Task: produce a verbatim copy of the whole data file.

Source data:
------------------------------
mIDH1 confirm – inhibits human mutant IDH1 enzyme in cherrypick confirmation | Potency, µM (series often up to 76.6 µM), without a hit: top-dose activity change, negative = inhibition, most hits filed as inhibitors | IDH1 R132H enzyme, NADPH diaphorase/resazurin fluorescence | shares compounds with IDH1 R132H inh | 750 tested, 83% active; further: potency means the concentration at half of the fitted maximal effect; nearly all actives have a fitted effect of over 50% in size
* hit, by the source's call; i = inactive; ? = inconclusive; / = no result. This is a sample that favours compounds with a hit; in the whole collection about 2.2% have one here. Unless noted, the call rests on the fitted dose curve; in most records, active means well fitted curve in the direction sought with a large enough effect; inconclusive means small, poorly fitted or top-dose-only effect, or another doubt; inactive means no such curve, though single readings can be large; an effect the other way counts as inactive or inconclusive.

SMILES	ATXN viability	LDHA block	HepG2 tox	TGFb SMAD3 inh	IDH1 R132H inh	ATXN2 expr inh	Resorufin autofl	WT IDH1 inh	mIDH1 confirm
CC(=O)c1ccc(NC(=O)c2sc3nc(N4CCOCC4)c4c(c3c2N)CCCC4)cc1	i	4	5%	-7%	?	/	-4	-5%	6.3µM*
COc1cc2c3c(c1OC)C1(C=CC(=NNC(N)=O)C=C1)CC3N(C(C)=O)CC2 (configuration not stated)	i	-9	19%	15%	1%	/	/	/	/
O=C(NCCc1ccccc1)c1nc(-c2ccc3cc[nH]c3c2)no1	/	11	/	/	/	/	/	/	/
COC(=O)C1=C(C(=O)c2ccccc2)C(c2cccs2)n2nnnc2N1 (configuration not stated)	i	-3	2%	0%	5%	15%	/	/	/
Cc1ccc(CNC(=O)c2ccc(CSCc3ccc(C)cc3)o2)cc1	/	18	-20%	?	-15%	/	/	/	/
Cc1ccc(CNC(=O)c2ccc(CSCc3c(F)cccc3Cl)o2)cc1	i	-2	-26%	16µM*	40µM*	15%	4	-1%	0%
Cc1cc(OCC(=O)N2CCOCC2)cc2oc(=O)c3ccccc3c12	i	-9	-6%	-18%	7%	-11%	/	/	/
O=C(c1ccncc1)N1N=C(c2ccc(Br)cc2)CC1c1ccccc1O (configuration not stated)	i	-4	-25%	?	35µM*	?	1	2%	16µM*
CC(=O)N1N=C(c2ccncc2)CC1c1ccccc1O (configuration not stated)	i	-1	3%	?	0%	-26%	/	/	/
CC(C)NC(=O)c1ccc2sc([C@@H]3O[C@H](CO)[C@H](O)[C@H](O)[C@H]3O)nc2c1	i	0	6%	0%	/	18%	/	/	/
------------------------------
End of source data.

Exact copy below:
mIDH1 confirm – inhibits human mutant IDH1 enzyme in cherrypick confirmation | Potency, µM (series often up to 76.6 µM), without a hit: top-dose activity change, negative = inhibition, most hits filed as inhibitors | IDH1 R132H enzyme, NADPH diaphorase/resazurin fluorescence | shares compounds with IDH1 R132H inh | 750 tested, 83% active; further: potency means the concentration at half of the fitted maximal effect; nearly all actives have a fitted effect of over 50% in size
* hit, by the source's call; i = inactive; ? = inconclusive; / = no result. This is a sample that favours compounds with a hit; in the whole collection about 2.2% have one here. Unless noted, the call rests on the fitted dose curve; in most records, active means well fitted curve in the direction sought with a large enough effect; inconclusive means small, poorly fitted or top-dose-only effect, or another doubt; inactive means no such curve, though single readings can be large; an effect the other way counts as inactive or inconclusive.

SMILES	ATXN viability	LDHA block	HepG2 tox	TGFb SMAD3 inh	IDH1 R132H inh	ATXN2 expr inh	Resorufin autofl	WT IDH1 inh	mIDH1 confirm
CC(=O)c1ccc(NC(=O)c2sc3nc(N4CCOCC4)c4c(c3c2N)CCCC4)cc1	i	4	5%	-7%	?	/	-4	-5%	6.3µM*
COc1cc2c3c(c1OC)C1(C=CC(=NNC(N)=O)C=C1)CC3N(C(C)=O)CC2 (configuration not stated)	i	-9	19%	15%	1%	/	/	/	/
O=C(NCCc1ccccc1)c1nc(-c2ccc3cc[nH]c3c2)no1	/	11	/	/	/	/	/	/	/
COC(=O)C1=C(C(=O)c2ccccc2)C(c2cccs2)n2nnnc2N1 (configuration not stated)	i	-3	2%	0%	5%	15%	/	/	/
Cc1ccc(CNC(=O)c2ccc(CSCc3ccc(C)cc3)o2)cc1	/	18	-20%	?	-15%	/	/	/	/
Cc1ccc(CNC(=O)c2ccc(CSCc3c(F)cccc3Cl)o2)cc1	i	-2	-26%	16µM*	40µM*	15%	4	-1%	0%
Cc1cc(OCC(=O)N2CCOCC2)cc2oc(=O)c3ccccc3c12	i	-9	-6%	-18%	7%	-11%	/	/	/
O=C(c1ccncc1)N1N=C(c2ccc(Br)cc2)CC1c1ccccc1O (configuration not stated)	i	-4	-25%	?	35µM*	?	1	2%	16µM*
CC(=O)N1N=C(c2ccncc2)CC1c1ccccc1O (configuration not stated)	i	-1	3%	?	0%	-26%	/	/	/
CC(C)NC(=O)c1ccc2sc([C@@H]3O[C@H](CO)[C@H](O)[C@H](O)[C@H]3O)nc2c1	i	0	6%	0%	/	18%	/	/	/